STL

For today’s broadcast, I am going to play with the theme of “Unrelated”. The last couple weeks have been full of unrelated sound works suddenly making themselves known in some fashion. Mystified popped up with a radio installation, Kingo found a Halaka recording intended for me from a few years back, my old EKV disc revealed itself in a Southern Illinois closet, and a presumed-victim of Homeland Security (“50/50” from HarS and Van Alebeek) arrived from Amsterdam after a month of floating in the postal tide.

Sound very often has its own life– every now and then, its good to step back and see where it wants to take us.

I’ve just started the aforementioned radio installation, “ASP,” by Mystified. The instructions call for the three identical discs of 12 tracks apiece to be aired simultaneously on shuffle– I’m letting this happen for a while before I up the ante– I’ve always wondered what a massively-layed Mystified creation might sound like, so I’m going to see how far I can take it before I bring out the next surprise.

At present, I have 10 virtual instances of “ASP” playing right now, along with the discs… and in addition, re-routing our webcast back into the mix, for a total of 26 layers at the onset. As time progresses, my theory is that the “tail” of the webcast will become shorter and more apparent. I had a single alert sound during all this, and it has been cropping up regularly since, at smaller intervals. Interesting!

Surprise #2! I’m now playing from Halaka’s untitled recording that was originally intended to be sent to me a few years back. Having created the audio discs myself from Kingo’s original files, I accidentally allowed my burning software to insert a 2-second gap between each “track,” duh. Fortunately, this is the “Unrelated” show– this is just the sort of mistake that can be followed to its extreme conclusion, without reprisal. Interestingly, I also had to create two discs, because of the overall length of the full recording. My solution to the 2-second gap? Let’s put both discs on at once! What you are hearing is track markers 1-14, layered with track markers 15-24.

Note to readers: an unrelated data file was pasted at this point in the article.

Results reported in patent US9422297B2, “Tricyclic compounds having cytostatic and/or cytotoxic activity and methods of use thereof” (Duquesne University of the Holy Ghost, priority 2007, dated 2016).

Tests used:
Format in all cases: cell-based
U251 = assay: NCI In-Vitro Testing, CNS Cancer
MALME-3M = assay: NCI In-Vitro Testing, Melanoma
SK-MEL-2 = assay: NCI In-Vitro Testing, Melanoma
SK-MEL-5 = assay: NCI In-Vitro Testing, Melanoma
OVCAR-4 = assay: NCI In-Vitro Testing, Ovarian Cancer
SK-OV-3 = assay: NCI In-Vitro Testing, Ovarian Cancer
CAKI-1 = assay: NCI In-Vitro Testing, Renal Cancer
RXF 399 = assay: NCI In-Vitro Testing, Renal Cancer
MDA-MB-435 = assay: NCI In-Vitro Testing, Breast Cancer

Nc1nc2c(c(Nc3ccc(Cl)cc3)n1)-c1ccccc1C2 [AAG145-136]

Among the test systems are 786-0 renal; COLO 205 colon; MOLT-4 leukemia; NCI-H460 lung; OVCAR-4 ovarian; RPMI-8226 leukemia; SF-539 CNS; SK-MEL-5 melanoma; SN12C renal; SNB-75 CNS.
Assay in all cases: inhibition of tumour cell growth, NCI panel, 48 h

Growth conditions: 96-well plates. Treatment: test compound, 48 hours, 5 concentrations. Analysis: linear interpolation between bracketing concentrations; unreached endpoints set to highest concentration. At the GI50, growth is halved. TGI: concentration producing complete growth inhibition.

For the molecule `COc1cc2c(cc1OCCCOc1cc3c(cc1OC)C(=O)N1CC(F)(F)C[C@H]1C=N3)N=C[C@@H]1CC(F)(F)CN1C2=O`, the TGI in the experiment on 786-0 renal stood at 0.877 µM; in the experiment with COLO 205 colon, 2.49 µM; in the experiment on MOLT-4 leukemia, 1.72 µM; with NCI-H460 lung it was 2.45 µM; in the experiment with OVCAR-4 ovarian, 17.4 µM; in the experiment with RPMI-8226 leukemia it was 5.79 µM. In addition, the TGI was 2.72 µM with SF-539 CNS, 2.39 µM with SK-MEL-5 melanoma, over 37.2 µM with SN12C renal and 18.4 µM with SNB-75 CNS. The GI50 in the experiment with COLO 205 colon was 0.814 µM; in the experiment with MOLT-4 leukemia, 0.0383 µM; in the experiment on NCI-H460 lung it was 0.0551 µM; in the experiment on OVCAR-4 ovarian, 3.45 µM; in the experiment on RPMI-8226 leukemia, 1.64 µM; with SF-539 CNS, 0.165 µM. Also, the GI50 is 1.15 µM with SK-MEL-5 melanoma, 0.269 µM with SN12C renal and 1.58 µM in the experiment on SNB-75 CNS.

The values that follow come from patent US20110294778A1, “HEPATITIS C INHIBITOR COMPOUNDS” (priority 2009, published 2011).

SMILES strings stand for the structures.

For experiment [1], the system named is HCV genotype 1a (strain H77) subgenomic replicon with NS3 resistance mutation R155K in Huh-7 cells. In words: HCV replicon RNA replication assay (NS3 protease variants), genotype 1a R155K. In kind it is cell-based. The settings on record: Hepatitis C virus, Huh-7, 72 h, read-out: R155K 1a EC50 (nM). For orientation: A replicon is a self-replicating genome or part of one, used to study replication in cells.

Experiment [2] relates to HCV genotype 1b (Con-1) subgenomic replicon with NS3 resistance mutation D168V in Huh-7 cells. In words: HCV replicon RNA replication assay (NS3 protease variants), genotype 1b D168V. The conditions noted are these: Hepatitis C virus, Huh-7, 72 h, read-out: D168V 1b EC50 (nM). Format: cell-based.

It not only covers those dopey gaps, but works surprisingly well. I was tempted to go even further out, but I’ve had enough shuffle mode for one day.

More commands from the music, which I had to follow: “Mr. DJ. At this point, you’ll want to turn down the record, in a minute it’s going to get sloppy.” DONE AND DONE. Marina Hardy and Bob Marsh are filling the void of silence underneath all radio broadcasts at the moment… gotta dig this cut.

And now on to the third main “unrelated” recording– “50/50,” from HarS and Rinus van Alebeek. Mine came in a stylish European walkman knockoff, burgandy with silver accents. Promises “X-BASS,” which I’m confident it can deliver best through the de-foamed earbuds. Put together 50 of your favorite currency, and get yourself a copy of this before they’re all gone!

I will linkify everything later on today, and hopefully, be able to have a download of the show available as well. Thanks for listening, –DaveX

Sissy Spacek — Untitled (from Helicopter 9)
Merzbow — Minka pt.1
Robert Inhuman — Savage Groping Until Dizzy & Euphorically Cumming
Burning Star Core — Let’s Name Her Snowy Because It’s Snowy Outside
Insect Joy — Twin Seraphs
Breed the Circus — Demo no. 6
Big Sugar Victorious — Dada 1963 (Oh, What a Mess)
Na — Na is Nice
Kim Cascone — Dust Theories 2
Yuko Nexus6 — Journal de Tokyo #1
Yuko Nexus6 — Voici le temps de lecture
Yuko Nexus6 — J’aime beaucoup la cassette #1
Yuko Nexus6 — Journal de Tokyo #2
Yuko Nexus6 — Phonographe #1
Yuko Nexus6 — J’adore la boucle #1
Yuko Nexus6 — Berlin 1936
Yuko Nexus6 — Mes voisins jouent de la musique
Ophibre — Shattered CD (extract)
Mystified — ASP
Halaka — Introducing the Microphones
Halaka — The Point in Anything
Halaka — Dying for Somebody to do Anything to
Halaka — His Own Silly Putty
Halaka — The Part Where I Talk Right Into the Thing
Halaka — Untitled
Halaka — Huh? / Nobody Listens to Me
Halaka — A Very Limited Area
Halaka — Meditation
Halaka — Kundalini Yogurt (we are doing nothing)
Halaka — Rock Back and Forth On Your Ass (Mister DJ)
Halaka — In the Back of my Microphone
Halaka — I Love You Really High Up (The Bottles of Milk Aren’t Even Sour)
Halaka — I Don’t Like Covers
Halaka — Please Stop Feeling Me That Way
Halaka — Sorry (Helicopters) / Please Come to Dallas
Halaka — Do You Have Jesus?
Halaka — Windows Catholic P
Halaka — Like Sweaty Life In Here
Marina Hardy — Trumpet (extract)
Marina Hardy, Bob Marsh — The Marina and the Marsh
HarS, Rinus van Alebeek — 50/50 (Side A)
HarS, Rinus van Alebeek — 50/50 (Side B)
Alfredo Costa Monteir0 — Epicycle